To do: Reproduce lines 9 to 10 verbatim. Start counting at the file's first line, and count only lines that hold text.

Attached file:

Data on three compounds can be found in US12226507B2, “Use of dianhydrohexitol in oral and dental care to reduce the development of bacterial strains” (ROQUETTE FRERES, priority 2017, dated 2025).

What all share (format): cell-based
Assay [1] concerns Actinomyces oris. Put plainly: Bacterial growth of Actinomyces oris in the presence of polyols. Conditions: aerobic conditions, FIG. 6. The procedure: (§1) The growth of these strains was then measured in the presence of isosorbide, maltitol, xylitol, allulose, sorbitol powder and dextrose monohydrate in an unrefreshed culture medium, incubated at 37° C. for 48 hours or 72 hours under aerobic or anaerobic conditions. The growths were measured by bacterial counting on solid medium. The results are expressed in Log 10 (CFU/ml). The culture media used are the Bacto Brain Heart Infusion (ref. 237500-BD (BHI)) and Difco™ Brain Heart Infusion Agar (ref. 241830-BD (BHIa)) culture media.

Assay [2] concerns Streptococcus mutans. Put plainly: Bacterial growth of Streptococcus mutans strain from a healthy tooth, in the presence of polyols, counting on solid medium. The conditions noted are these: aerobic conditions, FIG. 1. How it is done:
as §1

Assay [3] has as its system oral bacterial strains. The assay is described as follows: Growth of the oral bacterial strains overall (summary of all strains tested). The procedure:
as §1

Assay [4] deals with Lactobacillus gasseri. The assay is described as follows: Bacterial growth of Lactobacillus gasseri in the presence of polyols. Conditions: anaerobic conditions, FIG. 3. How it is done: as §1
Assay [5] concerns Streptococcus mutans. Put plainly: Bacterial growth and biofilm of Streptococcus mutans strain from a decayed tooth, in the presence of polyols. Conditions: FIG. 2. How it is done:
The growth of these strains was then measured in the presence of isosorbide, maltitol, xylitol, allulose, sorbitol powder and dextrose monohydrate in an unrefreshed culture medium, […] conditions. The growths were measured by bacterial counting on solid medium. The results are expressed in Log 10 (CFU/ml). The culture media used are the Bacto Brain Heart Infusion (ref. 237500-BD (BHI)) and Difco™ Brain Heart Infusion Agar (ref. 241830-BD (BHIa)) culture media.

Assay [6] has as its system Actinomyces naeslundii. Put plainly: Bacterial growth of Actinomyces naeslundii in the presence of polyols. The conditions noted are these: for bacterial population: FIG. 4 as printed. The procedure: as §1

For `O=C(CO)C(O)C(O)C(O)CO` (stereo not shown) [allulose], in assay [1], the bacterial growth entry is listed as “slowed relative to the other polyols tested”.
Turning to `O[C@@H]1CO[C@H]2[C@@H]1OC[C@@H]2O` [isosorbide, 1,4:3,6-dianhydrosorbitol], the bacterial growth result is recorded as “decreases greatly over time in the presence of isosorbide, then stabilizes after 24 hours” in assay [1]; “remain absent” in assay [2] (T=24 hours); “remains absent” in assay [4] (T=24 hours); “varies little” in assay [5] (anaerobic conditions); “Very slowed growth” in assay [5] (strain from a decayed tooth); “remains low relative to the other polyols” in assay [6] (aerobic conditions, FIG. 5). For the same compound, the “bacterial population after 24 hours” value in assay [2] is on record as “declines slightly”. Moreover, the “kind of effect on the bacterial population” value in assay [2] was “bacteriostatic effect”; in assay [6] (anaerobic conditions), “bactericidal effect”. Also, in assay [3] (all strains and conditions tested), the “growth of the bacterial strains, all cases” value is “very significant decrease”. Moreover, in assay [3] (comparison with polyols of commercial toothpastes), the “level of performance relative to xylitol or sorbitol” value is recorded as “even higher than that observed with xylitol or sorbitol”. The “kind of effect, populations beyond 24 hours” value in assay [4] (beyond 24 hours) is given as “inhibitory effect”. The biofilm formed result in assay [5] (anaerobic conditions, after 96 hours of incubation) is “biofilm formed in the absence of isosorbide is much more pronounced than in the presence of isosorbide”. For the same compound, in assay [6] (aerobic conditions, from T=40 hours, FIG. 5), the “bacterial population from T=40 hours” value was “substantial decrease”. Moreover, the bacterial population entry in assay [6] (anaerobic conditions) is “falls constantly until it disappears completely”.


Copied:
Assay [5] concerns Streptococcus mutans. Put plainly: Bacterial growth and biofilm of Streptococcus mutans strain from a decayed tooth, in the presence of polyols. Conditions: FIG. 2. How it is done:
The growth of these strains was then measured in the presence of isosorbide, maltitol, xylitol, allulose, sorbitol powder and dextrose monohydrate in an unrefreshed culture medium, […] conditions. The growths were measured by bacterial counting on solid medium. The results are expressed in Log 10 (CFU/ml). The culture media used are the Bacto Brain Heart Infusion (ref. 237500-BD (BHI)) and Difco™ Brain Heart Infusion Agar (ref. 241830-BD (BHIa)) culture media.